This is the modern way
The neoreactionary view as regards North Korea is that it is functionally a monarchy and that it would be better if we treated it as a monarchy, rather than wage ideological war to convert it to liberal democracy—after all, North Korea has had a hereditary leadership that spans three generations now, and each Kim exercises absolute power of life and death over his subjects; and this is nothing like even the way the Politburo functioned under Stalin—Stalin never thought he would establish his son as the next General Secretary. Similarly, progressives look at the Trump movement and say it is fascistic—it is functionally an organic nativist movement based in the middle and lower middle classes and led by a charismatic leader who condemns a small cabal (possibly ethnic, or implied to be) that exercises shadowy power to the country’s detriment.
This is sometimes called the “realist” position, it shows a certain influence from James Burnham—it has that Machiavellian element that causes delight, almost wicked delight; just like natural science, it seems to confound your prejudices. “We must smash the aquariums of Pyongyang!” “On the contrary, the Kims are practical men—we deal with them as if they were Henry VIII; let’s fold all the propaganda infrastructure aimed at the Norks and deal with them as practical kings, not as hysterical ideologists.” As the scientists say, “Watch what it does, not what it is says it is.” A similar disposition can be found in Edward Luttwak—so the people gasp and say, “You can’t suggest that. Immoral!” “On the contrary, m’dear, highly practical.” <wicked grin>.
It is strange that progressives and neoreactionaries think in the same way, is it not? The man in the MAGA hat splutters that he is absolutely not a fascist; he is for the Founders and the Constitution—on the contrary, Hillary Clinton is the real fascist. And yet, functionally, Trumpism is American fascism—just as functionally the Kims are kings. When progressives say “Trump is a fascist” they speak the truth (or, perhaps, we should say they advance the most plausible hypothesis based on observable facts); just as it is futile to splutter that the Kims still have portraits of Marx everywhere, it is futile to splutter that Trump never wears blackshirts and has no particular beef with the Jews. “We’re scientists: we deal with what is, not what we want to be—this is how it is, deal with it.”
Yet this feels wrong, somehow. At some level Kim is not a king, at some level Trump is not Mussolini. You know what I mean by that. “This is because you allow feelings to get in the way; you’ll never advance until you look at things scientifically, coldly—everything else is sentimental illusion.” Yet why is the kingdom of Bhutan, until recently an absolute monarchy and hermit kingdom, somehow peaceable and desirable to visit and live in, whereas North Korea—functionally an absolute monarchy and hermit kingdom—is not desirable at all, except if you want to engage in “disaster tourism” or make a prurient documentary about this drab country? The answer is that there is a qualitative element that differs between the two regimes that has been excluded, even though they are functionally identical. This qualitative element is why Bhutan makes it very expensive to visit in order to keep tourists out, whereas North Korea makes it expensive to visit to wring more hard currency from the people who want a ghoulish tour around hell.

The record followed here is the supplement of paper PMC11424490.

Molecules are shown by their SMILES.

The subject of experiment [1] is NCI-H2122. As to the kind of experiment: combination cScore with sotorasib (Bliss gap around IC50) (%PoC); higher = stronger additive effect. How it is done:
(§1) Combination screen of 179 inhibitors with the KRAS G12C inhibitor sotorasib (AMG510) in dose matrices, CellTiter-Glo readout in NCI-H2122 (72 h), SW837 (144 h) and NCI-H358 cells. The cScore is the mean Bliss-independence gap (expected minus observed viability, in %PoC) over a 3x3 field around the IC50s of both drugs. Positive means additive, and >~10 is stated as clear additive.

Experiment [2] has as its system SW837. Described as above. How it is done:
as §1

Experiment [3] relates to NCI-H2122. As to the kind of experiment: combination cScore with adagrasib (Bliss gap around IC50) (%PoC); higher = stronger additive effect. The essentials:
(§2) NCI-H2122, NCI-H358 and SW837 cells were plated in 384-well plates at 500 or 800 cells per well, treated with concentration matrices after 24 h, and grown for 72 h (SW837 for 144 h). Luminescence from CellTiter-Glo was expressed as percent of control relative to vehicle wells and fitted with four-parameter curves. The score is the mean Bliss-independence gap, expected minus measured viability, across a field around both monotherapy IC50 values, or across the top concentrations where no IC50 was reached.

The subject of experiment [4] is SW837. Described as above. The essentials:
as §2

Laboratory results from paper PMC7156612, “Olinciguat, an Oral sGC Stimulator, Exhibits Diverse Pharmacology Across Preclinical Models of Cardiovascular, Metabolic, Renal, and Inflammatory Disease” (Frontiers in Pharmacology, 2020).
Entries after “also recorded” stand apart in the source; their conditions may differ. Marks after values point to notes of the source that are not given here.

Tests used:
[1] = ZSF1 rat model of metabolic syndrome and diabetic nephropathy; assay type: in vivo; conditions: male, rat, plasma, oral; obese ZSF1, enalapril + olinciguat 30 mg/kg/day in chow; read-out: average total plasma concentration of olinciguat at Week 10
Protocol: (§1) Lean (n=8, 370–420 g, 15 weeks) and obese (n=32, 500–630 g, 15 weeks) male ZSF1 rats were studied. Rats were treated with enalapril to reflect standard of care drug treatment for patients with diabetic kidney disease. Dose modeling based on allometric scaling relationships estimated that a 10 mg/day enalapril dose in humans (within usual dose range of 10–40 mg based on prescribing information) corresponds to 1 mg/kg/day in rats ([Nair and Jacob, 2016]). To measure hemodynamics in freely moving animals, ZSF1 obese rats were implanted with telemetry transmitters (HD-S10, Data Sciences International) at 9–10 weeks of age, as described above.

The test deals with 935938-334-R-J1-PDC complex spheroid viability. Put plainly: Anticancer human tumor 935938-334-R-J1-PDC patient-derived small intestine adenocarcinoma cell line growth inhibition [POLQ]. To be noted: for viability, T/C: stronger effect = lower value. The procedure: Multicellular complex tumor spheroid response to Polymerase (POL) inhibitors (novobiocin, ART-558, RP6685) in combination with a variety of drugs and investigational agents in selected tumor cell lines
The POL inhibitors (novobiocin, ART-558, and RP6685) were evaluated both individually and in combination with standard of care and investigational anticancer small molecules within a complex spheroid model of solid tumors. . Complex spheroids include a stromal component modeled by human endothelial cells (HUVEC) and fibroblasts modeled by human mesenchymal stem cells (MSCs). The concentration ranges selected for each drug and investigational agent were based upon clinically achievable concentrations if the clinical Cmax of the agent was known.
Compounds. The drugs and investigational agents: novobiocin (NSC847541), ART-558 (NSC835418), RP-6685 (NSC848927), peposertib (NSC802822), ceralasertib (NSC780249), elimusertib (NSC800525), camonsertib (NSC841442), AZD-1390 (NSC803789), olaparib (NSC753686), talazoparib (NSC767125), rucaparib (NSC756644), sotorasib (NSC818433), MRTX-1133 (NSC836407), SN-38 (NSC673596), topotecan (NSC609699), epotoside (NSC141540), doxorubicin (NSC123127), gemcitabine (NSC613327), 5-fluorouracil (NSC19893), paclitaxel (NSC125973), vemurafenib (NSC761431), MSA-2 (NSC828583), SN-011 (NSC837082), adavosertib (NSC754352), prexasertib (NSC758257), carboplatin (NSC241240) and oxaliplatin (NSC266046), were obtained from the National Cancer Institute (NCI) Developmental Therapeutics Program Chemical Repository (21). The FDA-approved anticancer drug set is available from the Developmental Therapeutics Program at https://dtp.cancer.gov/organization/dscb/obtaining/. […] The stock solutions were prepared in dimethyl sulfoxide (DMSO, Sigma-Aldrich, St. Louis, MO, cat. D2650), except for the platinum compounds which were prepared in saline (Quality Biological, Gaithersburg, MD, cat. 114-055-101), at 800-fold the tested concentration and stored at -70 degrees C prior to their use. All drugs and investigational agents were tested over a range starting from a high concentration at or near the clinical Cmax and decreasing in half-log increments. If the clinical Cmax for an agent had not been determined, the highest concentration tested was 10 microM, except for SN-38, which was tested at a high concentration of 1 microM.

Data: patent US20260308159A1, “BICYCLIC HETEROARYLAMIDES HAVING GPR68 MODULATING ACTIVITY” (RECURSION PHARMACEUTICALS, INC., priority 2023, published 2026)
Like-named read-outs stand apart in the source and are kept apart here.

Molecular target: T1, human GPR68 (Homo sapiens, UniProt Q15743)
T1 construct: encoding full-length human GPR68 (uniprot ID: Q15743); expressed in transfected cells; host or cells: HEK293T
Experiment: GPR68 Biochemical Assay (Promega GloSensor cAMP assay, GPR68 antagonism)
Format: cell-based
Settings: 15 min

If you speak to Trump supporters—Trump himself—they do not contain the same subjective content as a follower of Mussolini or Hitler. They do not have ideas about Atlantis, about the Volk, Croce’s idealistic notions about the nation, 19th-century racial theories, bitterness about defeat and humiliation, and on and on. Similarly, North Koreans do not think they live in a monarchy as commonly understood—otherwise, why have even the pretence there are elections or a great “idea” that the Kims supposedly developed, Juche?
All these qualitative factors must be excluded from the realist analysis; and yet this makes realism unreal—if North Korea is a monarchy it is a perverted monarchy at best; if Trump is a fascist, he is a novel fascist with his own ideas only tangentially related to the historical movement “fascism”. For example, a king must be crowned and declared king by a spiritual authority; the Kims have done no such thing—ergo, they are not kings.
The realist replies that Juche thought is functionally the same as a spiritual authority in a monarchy; yet it is not, it is a materialist theory cooked up from Marxism and nationalism—not really a spiritual idea at all. “Beep-boop. We do not recognise the qualitative.” The realist thinks, presumably, that one day there might be a responsible Kim; in reality it will never be so—Juche itself is a rotten idea, it will always produce rotten anti-kings. For neoreaction, the “mandate of heaven” is a metaphor; really it is actual.
The realist path is illusion; just like natural science, it gives you the illusion you have real power—Luciferian power—and yet it always feels there is *something* missing, the analysis is somehow incomplete. It is incomplete because it lacks the qualitative element; and this is why modernity is so ugly—all our natural science and technology excludes the qualitative, and to create a political science on the same basis will be debauched whatever happens. It is commonsensical that Trump is not a fascist, just as Kim is not a king.
I grant that the functional position is real, but that is not full reality; and if you exclude the qualitative aspect you miss a great deal, for a start you discount the subjective beliefs of everyone involved in Trumpism or who lives in North Korea (and those beliefs cannot be, using common sense, completely irrelevant). Hence neoreaction and progressivism are two moments of the same problem, the problem is modernity.